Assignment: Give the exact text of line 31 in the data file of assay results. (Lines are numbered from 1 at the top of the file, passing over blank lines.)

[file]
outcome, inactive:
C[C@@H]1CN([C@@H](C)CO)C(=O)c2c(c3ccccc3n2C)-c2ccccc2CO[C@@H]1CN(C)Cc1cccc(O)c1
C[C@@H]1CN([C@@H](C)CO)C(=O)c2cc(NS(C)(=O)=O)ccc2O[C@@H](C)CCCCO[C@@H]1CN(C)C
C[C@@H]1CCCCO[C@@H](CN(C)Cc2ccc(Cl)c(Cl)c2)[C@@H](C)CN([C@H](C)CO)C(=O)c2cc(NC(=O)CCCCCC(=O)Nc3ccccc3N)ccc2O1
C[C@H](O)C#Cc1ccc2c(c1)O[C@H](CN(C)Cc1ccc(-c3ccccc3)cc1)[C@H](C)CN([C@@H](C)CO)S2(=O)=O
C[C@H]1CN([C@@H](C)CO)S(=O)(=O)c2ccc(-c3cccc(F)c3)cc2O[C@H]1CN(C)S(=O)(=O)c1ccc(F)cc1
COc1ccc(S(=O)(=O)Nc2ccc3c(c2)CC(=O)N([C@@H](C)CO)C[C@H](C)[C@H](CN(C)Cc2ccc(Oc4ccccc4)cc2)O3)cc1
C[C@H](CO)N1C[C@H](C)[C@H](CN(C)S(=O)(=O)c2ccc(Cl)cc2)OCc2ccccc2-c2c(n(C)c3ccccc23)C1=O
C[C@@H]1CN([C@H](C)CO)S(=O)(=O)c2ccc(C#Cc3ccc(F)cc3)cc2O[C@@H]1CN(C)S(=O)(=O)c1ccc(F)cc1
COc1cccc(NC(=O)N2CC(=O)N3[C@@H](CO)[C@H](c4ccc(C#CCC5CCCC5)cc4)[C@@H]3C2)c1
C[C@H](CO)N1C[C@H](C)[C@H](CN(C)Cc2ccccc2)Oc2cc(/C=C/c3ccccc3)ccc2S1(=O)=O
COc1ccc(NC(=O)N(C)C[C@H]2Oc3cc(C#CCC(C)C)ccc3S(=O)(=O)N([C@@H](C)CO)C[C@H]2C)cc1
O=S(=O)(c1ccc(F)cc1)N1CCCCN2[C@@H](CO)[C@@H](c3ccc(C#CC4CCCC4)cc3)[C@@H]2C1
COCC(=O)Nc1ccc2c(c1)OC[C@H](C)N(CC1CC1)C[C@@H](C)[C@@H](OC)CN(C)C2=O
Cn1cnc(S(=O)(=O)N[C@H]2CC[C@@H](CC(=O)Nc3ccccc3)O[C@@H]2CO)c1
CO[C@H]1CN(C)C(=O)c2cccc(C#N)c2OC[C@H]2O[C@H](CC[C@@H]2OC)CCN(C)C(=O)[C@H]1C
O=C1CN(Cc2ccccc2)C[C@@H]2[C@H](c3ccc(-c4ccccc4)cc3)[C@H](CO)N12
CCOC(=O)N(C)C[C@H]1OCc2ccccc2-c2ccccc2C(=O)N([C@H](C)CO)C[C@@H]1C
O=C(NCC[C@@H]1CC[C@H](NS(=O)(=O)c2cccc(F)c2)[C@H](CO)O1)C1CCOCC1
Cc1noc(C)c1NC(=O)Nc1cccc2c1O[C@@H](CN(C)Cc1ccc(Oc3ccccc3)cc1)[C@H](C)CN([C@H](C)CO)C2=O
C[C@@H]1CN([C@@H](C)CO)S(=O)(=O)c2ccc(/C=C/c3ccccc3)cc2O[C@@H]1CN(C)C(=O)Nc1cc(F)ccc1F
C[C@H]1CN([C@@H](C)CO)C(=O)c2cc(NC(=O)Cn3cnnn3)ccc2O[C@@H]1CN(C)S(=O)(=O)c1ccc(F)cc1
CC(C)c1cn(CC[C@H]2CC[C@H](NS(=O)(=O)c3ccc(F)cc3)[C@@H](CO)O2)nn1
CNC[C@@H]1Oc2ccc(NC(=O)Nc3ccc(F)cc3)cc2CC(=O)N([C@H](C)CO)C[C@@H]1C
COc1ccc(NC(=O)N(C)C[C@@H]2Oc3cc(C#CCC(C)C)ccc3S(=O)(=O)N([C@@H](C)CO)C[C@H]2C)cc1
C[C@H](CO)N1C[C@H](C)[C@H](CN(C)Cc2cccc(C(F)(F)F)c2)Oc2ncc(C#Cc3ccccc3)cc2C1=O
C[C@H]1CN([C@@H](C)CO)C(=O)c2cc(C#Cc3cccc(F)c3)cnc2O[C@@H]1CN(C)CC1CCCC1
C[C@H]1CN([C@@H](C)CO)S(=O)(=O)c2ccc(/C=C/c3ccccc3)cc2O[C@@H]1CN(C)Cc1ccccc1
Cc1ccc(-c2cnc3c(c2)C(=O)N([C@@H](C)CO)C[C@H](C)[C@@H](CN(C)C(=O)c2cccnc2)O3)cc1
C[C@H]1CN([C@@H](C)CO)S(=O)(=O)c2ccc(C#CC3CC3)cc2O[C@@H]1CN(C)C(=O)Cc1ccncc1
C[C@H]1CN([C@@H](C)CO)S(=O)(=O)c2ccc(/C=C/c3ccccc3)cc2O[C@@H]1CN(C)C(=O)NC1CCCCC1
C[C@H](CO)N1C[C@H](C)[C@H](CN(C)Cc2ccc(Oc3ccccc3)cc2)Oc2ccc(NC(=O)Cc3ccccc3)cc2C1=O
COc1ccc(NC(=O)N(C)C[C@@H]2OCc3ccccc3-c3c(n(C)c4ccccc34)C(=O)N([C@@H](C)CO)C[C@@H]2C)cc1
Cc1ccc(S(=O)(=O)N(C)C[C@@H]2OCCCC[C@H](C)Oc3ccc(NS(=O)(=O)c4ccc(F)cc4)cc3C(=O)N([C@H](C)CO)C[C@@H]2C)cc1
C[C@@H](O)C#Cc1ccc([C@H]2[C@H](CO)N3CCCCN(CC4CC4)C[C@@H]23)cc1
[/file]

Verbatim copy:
C[C@H]1CN([C@@H](C)CO)S(=O)(=O)c2ccc(/C=C/c3ccccc3)cc2O[C@@H]1CN(C)C(=O)NC1CCCCC1